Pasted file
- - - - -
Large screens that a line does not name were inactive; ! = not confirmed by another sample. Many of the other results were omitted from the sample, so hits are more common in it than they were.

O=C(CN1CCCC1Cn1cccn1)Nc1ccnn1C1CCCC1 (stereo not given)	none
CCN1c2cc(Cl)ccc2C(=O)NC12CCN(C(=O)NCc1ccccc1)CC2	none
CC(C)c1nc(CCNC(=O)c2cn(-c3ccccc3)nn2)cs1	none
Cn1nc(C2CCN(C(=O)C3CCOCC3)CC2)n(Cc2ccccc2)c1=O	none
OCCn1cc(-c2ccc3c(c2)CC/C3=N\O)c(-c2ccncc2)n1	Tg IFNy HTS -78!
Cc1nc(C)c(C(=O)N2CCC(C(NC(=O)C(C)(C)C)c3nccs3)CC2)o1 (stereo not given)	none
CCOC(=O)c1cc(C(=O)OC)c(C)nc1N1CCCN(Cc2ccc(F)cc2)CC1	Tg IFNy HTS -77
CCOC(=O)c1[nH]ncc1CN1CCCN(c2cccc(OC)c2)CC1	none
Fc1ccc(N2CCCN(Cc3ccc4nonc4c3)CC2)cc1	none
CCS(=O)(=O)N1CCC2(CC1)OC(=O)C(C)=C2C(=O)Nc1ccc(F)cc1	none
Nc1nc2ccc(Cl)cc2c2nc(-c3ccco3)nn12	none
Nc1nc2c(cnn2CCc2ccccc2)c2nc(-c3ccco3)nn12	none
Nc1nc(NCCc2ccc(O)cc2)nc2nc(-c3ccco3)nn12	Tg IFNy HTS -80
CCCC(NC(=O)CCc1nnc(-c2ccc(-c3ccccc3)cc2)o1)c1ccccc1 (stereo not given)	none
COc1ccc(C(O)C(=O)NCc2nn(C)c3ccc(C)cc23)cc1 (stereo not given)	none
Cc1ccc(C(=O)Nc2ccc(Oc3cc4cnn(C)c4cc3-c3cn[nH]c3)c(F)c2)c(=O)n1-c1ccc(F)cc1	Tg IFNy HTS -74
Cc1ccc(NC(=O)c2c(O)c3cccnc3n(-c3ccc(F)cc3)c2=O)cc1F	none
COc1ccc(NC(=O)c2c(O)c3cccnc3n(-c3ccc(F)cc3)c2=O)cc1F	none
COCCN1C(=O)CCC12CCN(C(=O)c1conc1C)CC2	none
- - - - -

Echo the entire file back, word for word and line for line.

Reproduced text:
Large screens that a line does not name were inactive; ! = not confirmed by another sample. Many of the other results were omitted from the sample, so hits are more common in it than they were.

O=C(CN1CCCC1Cn1cccn1)Nc1ccnn1C1CCCC1 (stereo not given)	none
CCN1c2cc(Cl)ccc2C(=O)NC12CCN(C(=O)NCc1ccccc1)CC2	none
CC(C)c1nc(CCNC(=O)c2cn(-c3ccccc3)nn2)cs1	none
Cn1nc(C2CCN(C(=O)C3CCOCC3)CC2)n(Cc2ccccc2)c1=O	none
OCCn1cc(-c2ccc3c(c2)CC/C3=N\O)c(-c2ccncc2)n1	Tg IFNy HTS -78!
Cc1nc(C)c(C(=O)N2CCC(C(NC(=O)C(C)(C)C)c3nccs3)CC2)o1 (stereo not given)	none
CCOC(=O)c1cc(C(=O)OC)c(C)nc1N1CCCN(Cc2ccc(F)cc2)CC1	Tg IFNy HTS -77
CCOC(=O)c1[nH]ncc1CN1CCCN(c2cccc(OC)c2)CC1	none
Fc1ccc(N2CCCN(Cc3ccc4nonc4c3)CC2)cc1	none
CCS(=O)(=O)N1CCC2(CC1)OC(=O)C(C)=C2C(=O)Nc1ccc(F)cc1	none
Nc1nc2ccc(Cl)cc2c2nc(-c3ccco3)nn12	none
Nc1nc2c(cnn2CCc2ccccc2)c2nc(-c3ccco3)nn12	none
Nc1nc(NCCc2ccc(O)cc2)nc2nc(-c3ccco3)nn12	Tg IFNy HTS -80
CCCC(NC(=O)CCc1nnc(-c2ccc(-c3ccccc3)cc2)o1)c1ccccc1 (stereo not given)	none
COc1ccc(C(O)C(=O)NCc2nn(C)c3ccc(C)cc23)cc1 (stereo not given)	none
Cc1ccc(C(=O)Nc2ccc(Oc3cc4cnn(C)c4cc3-c3cn[nH]c3)c(F)c2)c(=O)n1-c1ccc(F)cc1	Tg IFNy HTS -74
Cc1ccc(NC(=O)c2c(O)c3cccnc3n(-c3ccc(F)cc3)c2=O)cc1F	none
COc1ccc(NC(=O)c2c(O)c3cccnc3n(-c3ccc(F)cc3)c2=O)cc1F	none
COCCN1C(=O)CCC12CCN(C(=O)c1conc1C)CC2	none